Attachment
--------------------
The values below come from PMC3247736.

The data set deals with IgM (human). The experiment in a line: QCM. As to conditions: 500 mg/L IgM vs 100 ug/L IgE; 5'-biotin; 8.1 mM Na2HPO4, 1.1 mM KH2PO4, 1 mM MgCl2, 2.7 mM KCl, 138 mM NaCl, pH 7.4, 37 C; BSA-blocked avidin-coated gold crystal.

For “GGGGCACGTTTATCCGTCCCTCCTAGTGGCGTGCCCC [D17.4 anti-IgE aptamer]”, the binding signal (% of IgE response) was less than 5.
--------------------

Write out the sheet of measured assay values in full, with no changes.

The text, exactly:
The values below come from PMC3247736.

The data set deals with IgM (human). The experiment in a line: QCM. As to conditions: 500 mg/L IgM vs 100 ug/L IgE; 5'-biotin; 8.1 mM Na2HPO4, 1.1 mM KH2PO4, 1 mM MgCl2, 2.7 mM KCl, 138 mM NaCl, pH 7.4, 37 C; BSA-blocked avidin-coated gold crystal.

For “GGGGCACGTTTATCCGTCCCTCCTAGTGGCGTGCCCC [D17.4 anti-IgE aptamer]”, the binding signal (% of IgE response) was less than 5.